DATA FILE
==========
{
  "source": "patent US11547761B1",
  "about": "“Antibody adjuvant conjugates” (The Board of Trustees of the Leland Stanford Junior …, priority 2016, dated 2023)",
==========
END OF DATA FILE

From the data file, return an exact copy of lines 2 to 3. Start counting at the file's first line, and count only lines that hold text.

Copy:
  "source": "patent US11547761B1",
  "about": "“Antibody adjuvant conjugates” (The Board of Trustees of the Leland Stanford Junior …, priority 2016, dated 2023)",